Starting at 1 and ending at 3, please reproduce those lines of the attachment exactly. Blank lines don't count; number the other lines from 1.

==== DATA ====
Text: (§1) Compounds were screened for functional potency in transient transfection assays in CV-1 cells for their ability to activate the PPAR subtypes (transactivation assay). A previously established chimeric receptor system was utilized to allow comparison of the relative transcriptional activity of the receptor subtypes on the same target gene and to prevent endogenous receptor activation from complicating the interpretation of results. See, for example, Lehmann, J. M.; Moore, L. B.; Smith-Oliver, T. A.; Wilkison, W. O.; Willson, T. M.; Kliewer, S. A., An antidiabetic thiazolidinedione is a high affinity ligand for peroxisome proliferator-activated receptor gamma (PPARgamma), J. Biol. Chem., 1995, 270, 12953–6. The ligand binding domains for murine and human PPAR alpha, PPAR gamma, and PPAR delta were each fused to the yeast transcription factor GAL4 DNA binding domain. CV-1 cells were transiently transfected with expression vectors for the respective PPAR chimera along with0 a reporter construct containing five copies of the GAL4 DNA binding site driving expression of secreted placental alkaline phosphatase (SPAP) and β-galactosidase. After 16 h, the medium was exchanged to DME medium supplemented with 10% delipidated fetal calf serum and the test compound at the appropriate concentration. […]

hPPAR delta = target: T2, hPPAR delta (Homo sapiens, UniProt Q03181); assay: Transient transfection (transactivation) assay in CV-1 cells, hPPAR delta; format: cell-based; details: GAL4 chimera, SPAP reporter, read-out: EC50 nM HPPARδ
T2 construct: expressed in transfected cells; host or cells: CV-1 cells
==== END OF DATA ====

Text: (§1) Compounds were screened for functional potency in transient transfection assays in CV-1 cells for their ability to activate the PPAR subtypes (transactivation assay). A previously established chimeric receptor system was utilized to allow comparison of the relative transcriptional activity of the receptor subtypes on the same target gene and to prevent endogenous receptor activation from complicating the interpretation of results. See, for example, Lehmann, J. M.; Moore, L. B.; Smith-Oliver, T. A.; Wilkison, W. O.; Willson, T. M.; Kliewer, S. A., An antidiabetic thiazolidinedione is a high affinity ligand for peroxisome proliferator-activated receptor gamma (PPARgamma), J. Biol. Chem., 1995, 270, 12953–6. The ligand binding domains for murine and human PPAR alpha, PPAR gamma, and PPAR delta were each fused to the yeast transcription factor GAL4 DNA binding domain. CV-1 cells were transiently transfected with expression vectors for the respective PPAR chimera along with0 a reporter construct containing five copies of the GAL4 DNA binding site driving expression of secreted placental alkaline phosphatase (SPAP) and β-galactosidase. After 16 h, the medium was exchanged to DME medium supplemented with 10% delipidated fetal calf serum and the test compound at the appropriate concentration. […]

hPPAR delta = target: T2, hPPAR delta (Homo sapiens, UniProt Q03181); assay: Transient transfection (transactivation) assay in CV-1 cells, hPPAR delta; format: cell-based; details: GAL4 chimera, SPAP reporter, read-out: EC50 nM HPPARδ
T2 construct: expressed in transfected cells; host or cells: CV-1 cells